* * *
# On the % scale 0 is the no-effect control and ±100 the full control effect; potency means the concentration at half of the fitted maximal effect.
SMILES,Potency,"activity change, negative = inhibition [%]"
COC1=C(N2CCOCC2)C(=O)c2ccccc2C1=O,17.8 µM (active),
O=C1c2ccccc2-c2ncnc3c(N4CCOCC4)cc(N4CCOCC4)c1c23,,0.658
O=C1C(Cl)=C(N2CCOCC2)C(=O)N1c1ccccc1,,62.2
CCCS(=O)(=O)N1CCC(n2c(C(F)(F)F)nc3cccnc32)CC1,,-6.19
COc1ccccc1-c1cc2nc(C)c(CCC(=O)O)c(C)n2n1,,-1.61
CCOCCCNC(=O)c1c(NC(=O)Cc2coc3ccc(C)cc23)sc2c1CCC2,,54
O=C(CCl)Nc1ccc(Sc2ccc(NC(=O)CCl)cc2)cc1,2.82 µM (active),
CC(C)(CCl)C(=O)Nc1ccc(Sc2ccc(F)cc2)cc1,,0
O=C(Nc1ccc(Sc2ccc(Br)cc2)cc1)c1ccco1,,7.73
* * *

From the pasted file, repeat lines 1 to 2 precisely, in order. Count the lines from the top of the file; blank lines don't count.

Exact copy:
# On the % scale 0 is the no-effect control and ±100 the full control effect; potency means the concentration at half of the fitted maximal effect.
SMILES,Potency,"activity change, negative = inhibition [%]"